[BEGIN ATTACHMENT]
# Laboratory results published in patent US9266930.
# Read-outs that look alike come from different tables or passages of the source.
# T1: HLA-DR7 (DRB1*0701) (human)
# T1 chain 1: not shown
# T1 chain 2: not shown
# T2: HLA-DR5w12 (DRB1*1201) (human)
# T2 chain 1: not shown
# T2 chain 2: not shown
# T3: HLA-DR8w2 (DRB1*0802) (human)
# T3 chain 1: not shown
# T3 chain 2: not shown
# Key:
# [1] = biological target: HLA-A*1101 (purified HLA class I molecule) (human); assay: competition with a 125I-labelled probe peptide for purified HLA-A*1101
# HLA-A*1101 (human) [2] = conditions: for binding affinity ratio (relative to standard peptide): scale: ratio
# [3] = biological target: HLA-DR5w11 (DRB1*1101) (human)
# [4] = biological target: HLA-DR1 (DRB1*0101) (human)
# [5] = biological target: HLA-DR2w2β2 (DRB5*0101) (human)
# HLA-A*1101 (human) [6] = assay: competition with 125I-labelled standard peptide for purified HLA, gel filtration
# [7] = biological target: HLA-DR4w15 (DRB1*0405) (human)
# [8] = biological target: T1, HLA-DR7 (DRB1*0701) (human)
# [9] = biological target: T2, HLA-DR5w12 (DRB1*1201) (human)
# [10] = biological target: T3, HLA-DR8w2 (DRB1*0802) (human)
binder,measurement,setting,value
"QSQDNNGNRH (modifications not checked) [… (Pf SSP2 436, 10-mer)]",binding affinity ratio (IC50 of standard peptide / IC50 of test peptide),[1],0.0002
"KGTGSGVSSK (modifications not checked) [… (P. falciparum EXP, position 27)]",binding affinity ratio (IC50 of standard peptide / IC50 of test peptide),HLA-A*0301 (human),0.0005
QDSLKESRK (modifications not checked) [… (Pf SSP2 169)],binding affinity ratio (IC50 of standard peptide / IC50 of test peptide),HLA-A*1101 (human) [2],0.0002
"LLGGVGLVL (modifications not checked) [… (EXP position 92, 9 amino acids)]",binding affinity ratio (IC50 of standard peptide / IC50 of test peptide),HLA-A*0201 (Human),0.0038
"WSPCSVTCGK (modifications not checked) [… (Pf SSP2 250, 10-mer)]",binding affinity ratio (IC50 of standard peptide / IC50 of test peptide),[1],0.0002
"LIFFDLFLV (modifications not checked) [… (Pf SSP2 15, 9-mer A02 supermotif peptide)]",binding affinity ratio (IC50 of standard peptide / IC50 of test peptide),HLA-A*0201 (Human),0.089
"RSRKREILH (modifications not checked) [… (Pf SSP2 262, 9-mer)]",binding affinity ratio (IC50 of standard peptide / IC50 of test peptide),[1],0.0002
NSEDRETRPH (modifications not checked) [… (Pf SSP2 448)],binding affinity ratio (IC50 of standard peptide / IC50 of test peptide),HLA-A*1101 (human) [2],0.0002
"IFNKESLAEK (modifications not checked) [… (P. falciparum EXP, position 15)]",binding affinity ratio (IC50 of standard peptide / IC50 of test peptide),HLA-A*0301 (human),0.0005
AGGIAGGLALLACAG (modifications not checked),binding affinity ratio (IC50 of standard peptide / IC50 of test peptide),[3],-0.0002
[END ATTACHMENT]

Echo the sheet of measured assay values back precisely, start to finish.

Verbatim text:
# Laboratory results published in patent US9266930.
# Read-outs that look alike come from different tables or passages of the source.
# T1: HLA-DR7 (DRB1*0701) (human)
# T1 chain 1: not shown
# T1 chain 2: not shown
# T2: HLA-DR5w12 (DRB1*1201) (human)
# T2 chain 1: not shown
# T2 chain 2: not shown
# T3: HLA-DR8w2 (DRB1*0802) (human)
# T3 chain 1: not shown
# T3 chain 2: not shown
# Key:
# [1] = biological target: HLA-A*1101 (purified HLA class I molecule) (human); assay: competition with a 125I-labelled probe peptide for purified HLA-A*1101
# HLA-A*1101 (human) [2] = conditions: for binding affinity ratio (relative to standard peptide): scale: ratio
# [3] = biological target: HLA-DR5w11 (DRB1*1101) (human)
# [4] = biological target: HLA-DR1 (DRB1*0101) (human)
# [5] = biological target: HLA-DR2w2β2 (DRB5*0101) (human)
# HLA-A*1101 (human) [6] = assay: competition with 125I-labelled standard peptide for purified HLA, gel filtration
# [7] = biological target: HLA-DR4w15 (DRB1*0405) (human)
# [8] = biological target: T1, HLA-DR7 (DRB1*0701) (human)
# [9] = biological target: T2, HLA-DR5w12 (DRB1*1201) (human)
# [10] = biological target: T3, HLA-DR8w2 (DRB1*0802) (human)
binder,measurement,setting,value
"QSQDNNGNRH (modifications not checked) [… (Pf SSP2 436, 10-mer)]",binding affinity ratio (IC50 of standard peptide / IC50 of test peptide),[1],0.0002
"KGTGSGVSSK (modifications not checked) [… (P. falciparum EXP, position 27)]",binding affinity ratio (IC50 of standard peptide / IC50 of test peptide),HLA-A*0301 (human),0.0005
QDSLKESRK (modifications not checked) [… (Pf SSP2 169)],binding affinity ratio (IC50 of standard peptide / IC50 of test peptide),HLA-A*1101 (human) [2],0.0002
"LLGGVGLVL (modifications not checked) [… (EXP position 92, 9 amino acids)]",binding affinity ratio (IC50 of standard peptide / IC50 of test peptide),HLA-A*0201 (Human),0.0038
"WSPCSVTCGK (modifications not checked) [… (Pf SSP2 250, 10-mer)]",binding affinity ratio (IC50 of standard peptide / IC50 of test peptide),[1],0.0002
"LIFFDLFLV (modifications not checked) [… (Pf SSP2 15, 9-mer A02 supermotif peptide)]",binding affinity ratio (IC50 of standard peptide / IC50 of test peptide),HLA-A*0201 (Human),0.089
"RSRKREILH (modifications not checked) [… (Pf SSP2 262, 9-mer)]",binding affinity ratio (IC50 of standard peptide / IC50 of test peptide),[1],0.0002
NSEDRETRPH (modifications not checked) [… (Pf SSP2 448)],binding affinity ratio (IC50 of standard peptide / IC50 of test peptide),HLA-A*1101 (human) [2],0.0002
"IFNKESLAEK (modifications not checked) [… (P. falciparum EXP, position 15)]",binding affinity ratio (IC50 of standard peptide / IC50 of test peptide),HLA-A*0301 (human),0.0005
AGGIAGGLALLACAG (modifications not checked),binding affinity ratio (IC50 of standard peptide / IC50 of test peptide),[3],-0.0002